Colonial Mexican art is the most difficult course I teach at University of California, Los Angeles, where I hold a split appointment in art history and Chicana/o and Central American studies. Every artwork and concept I present engages or potentially provokes contested assessments, fraught value judgements, and claims of political bias. It begins with the title of the course itself and extends to other terminology. Should this art be described as colonial, viceregal, or early modern? Were the events of 1519–21, culminating in the fall of Aztec Tenochtitlan to Cortés’s army, a conquest or invasion? How does one ethically teach art created in the service of forced religious conversion and colonization? My thoughts here represent some of my current views on this challenging historical period. At the same time, this editorial commentary is intended to be aspirational, to hold open space for my (and our) thinking to evolve and change....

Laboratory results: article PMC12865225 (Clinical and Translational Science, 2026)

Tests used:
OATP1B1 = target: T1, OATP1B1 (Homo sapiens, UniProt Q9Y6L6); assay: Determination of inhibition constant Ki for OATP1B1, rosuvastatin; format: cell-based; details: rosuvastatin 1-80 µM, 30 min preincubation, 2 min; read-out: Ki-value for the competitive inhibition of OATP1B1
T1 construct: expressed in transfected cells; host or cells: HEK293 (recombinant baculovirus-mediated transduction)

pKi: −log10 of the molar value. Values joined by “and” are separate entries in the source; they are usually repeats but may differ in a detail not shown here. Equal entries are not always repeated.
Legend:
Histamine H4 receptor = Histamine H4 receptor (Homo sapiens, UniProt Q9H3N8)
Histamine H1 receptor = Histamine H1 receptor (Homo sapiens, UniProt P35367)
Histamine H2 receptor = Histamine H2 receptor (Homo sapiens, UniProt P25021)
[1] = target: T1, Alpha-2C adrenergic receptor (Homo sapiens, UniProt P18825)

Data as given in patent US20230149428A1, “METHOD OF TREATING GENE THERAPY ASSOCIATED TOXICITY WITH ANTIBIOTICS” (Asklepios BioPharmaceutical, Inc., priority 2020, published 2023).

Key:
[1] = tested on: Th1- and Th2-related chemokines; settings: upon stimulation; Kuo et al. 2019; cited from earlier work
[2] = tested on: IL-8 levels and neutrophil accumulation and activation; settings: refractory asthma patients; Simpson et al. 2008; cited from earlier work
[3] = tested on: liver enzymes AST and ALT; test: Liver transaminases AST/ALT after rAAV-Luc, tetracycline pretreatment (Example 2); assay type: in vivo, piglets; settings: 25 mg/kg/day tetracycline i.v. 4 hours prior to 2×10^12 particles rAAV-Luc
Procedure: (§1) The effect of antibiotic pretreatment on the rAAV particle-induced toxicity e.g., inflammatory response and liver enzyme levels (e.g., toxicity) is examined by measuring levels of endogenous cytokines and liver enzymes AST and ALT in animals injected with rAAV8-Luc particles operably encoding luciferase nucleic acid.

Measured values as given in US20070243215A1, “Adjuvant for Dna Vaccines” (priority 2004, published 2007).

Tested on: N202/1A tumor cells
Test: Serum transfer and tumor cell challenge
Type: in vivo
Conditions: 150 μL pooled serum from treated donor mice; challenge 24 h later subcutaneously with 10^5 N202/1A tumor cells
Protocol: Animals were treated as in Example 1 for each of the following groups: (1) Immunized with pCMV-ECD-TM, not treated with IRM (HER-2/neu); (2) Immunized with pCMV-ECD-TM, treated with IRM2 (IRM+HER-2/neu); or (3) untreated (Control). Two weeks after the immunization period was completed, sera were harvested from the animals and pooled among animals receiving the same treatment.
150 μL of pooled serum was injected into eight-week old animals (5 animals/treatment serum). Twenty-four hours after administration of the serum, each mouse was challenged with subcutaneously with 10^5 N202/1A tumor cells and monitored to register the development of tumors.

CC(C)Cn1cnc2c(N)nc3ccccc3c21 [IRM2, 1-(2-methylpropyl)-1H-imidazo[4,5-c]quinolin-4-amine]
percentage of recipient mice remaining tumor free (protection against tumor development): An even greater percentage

Editorial Commentary: Decolonial Aspirations and the Study of Colonial Art
Charlene Villaseñor Black is Professor of Art History and Chicana/o Studies at UCLA. She authored Creating the Cult of St. Joseph: Art and Gender in the Spanish Empire (Princeton UP, 2006) and edited Tradition and Transformation: Chicana/o Art from the 1970s through the 1990s (U of Washington P, 2015), among other works.
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Charlene Villaseñor Black; Editorial Commentary: Decolonial Aspirations and the Study of Colonial Art. Latin American and Latinx Visual Culture 1 October 2021; 3 (4): 5–11. doi: https://doi.org/10.1525/lavc.2021.3.4.5
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